But as for what KJ refers to as the “litany of excuses”… I’ve always suspected these are a necessary tool, a ticket to participate in the conversation. By explaining how much you wanted to nurse, and talking about all the struggle you went through to do it, it might help the opposition understand that this is not a matter of lack of education or drive. That it would at least start us on a level playing field, and take down the barricades at the border – I wanted to nurse, you wanted to nurse, we both believe in breastfeeding, so let’s try and discuss this rationally. I have nothing but admiration for women gutsy enough to just come out and say nursing wasn’t for them – I loved Amy Sullivan’s essay in The New Republic, and it was, indeed, the most “fearless” argument for bottle feeding I’ve seen (interestingly, Dell’Antonia felt that Baca’s piece was free from the normal guilt-ridden excuses. I thought it was an excellent piece, on every level – I mean really, really excellent, and quite fearless in a number of important ways – but the fact remains that Baca still mentioned that that she was physically unable to nurse. That gives her a “pass”, in many people’s estimation; it’s still a preemptive strike against condemnation, unconscious as it may have been). But one look at the comment section of Sullivan’s editorial, and you’ll see that it immediately erupted into a hate-fest. Breastfeeding moms took her words as an affront to their method of feeding; breastfeeding advocates told her she was misinformed; judgmental sanctimommies hurled accusations of the usual flavors- Sullivan was selfish, shouldn’t have had kids, etc.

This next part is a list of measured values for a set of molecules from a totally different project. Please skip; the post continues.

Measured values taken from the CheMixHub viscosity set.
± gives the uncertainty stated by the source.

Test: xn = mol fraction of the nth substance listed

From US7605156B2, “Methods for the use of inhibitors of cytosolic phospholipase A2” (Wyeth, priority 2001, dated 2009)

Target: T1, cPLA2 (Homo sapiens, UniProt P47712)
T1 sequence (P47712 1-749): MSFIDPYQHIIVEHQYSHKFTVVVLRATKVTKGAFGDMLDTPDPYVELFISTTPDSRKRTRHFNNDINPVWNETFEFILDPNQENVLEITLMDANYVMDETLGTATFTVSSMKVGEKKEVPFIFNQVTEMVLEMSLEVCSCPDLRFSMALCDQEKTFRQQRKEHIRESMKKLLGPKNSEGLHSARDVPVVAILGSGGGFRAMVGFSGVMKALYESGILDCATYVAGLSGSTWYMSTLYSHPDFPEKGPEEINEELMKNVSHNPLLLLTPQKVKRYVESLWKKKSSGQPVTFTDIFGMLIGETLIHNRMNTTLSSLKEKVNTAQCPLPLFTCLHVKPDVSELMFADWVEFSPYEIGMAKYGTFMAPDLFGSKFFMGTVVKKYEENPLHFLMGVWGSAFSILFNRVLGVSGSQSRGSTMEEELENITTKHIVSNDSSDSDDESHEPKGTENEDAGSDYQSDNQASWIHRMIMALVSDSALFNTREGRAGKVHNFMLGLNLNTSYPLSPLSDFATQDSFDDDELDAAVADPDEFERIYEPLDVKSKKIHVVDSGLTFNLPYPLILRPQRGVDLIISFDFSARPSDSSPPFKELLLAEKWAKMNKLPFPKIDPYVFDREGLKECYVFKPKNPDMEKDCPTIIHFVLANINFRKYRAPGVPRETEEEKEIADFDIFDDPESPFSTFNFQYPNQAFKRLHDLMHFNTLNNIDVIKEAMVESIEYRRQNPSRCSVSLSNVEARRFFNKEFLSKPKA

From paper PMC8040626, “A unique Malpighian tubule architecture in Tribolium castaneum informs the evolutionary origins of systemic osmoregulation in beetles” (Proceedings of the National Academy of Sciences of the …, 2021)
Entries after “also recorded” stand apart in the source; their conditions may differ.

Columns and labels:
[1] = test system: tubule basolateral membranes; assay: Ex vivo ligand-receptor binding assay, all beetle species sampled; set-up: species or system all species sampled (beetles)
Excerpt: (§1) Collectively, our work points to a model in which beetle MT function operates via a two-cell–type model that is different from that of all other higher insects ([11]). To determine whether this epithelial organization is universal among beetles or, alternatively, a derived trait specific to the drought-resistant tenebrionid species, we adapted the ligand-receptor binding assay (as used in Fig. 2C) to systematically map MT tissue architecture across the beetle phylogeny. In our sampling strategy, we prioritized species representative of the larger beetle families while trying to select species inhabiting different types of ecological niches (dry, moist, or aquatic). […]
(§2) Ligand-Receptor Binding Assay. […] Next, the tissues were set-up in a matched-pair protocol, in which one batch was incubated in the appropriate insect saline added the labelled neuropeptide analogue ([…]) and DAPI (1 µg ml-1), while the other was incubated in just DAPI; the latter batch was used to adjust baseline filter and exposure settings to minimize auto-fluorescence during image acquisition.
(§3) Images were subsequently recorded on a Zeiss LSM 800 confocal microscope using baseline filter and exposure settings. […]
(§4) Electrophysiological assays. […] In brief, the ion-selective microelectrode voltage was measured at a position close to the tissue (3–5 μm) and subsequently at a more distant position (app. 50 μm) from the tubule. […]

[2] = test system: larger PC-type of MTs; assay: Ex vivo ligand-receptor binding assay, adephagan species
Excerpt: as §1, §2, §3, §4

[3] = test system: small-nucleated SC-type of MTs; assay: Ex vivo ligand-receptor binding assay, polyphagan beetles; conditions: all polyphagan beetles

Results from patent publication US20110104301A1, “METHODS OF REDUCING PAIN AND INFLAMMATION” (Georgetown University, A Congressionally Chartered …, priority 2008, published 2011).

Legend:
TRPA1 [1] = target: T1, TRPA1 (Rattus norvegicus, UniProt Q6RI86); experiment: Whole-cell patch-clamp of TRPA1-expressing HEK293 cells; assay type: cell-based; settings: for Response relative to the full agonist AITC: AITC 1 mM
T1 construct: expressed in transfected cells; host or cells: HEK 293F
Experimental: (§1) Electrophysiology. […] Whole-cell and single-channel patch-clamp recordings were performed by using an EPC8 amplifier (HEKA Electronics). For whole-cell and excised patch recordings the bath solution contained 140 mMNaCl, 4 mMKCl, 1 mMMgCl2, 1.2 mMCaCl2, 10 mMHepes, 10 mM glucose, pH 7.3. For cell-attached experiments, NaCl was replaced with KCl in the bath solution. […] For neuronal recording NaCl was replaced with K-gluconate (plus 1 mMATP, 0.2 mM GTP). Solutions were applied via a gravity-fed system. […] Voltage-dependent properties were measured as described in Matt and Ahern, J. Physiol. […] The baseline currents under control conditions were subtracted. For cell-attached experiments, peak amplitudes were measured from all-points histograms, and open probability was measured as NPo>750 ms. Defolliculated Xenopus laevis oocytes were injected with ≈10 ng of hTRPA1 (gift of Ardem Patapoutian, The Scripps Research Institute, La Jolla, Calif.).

Still, in the past few months, I’ve noticed something: no matter what the writer says, in every online piece I’ve read about formula feeding, the response thread is Exactly. The. Same. The same arguments, the same people, the same facts and studies and name-calling. So while I think we have a right to our emotions – whether these emotions are guilt or regret or anger or pride- we shouldn’t feel the need to state our case in order to create a more peaceful discourse. No matter what you tell them, haters are gonna hate, or whatever that saying is.

Ultimately, I think KJ is right: I’m not sure we can move forward in creating positive change for anyone until we can stop the vicious cycle of guilt-defensiveness-bitterness. I would argue, though, that this is not the responsibility of the women (or men) sharing their stories, but rather that the conversation at large needs to change focus and tone. This might start with media outlets allowing for more nuanced, balanced features on why breastfeeding isn’t working for so many women, rather than coping out with opinion pieces. It might continue with physicians being able to speak out against some of the newest breastfeeding promotion endeavors without risking their careers to do so. It might end with us accepting that changing our society to be more breastfeeding-friendly is far less of a public health issue than it is a question of personal freedom, women’s rights, and trusting our own instincts over what the experts deem is best.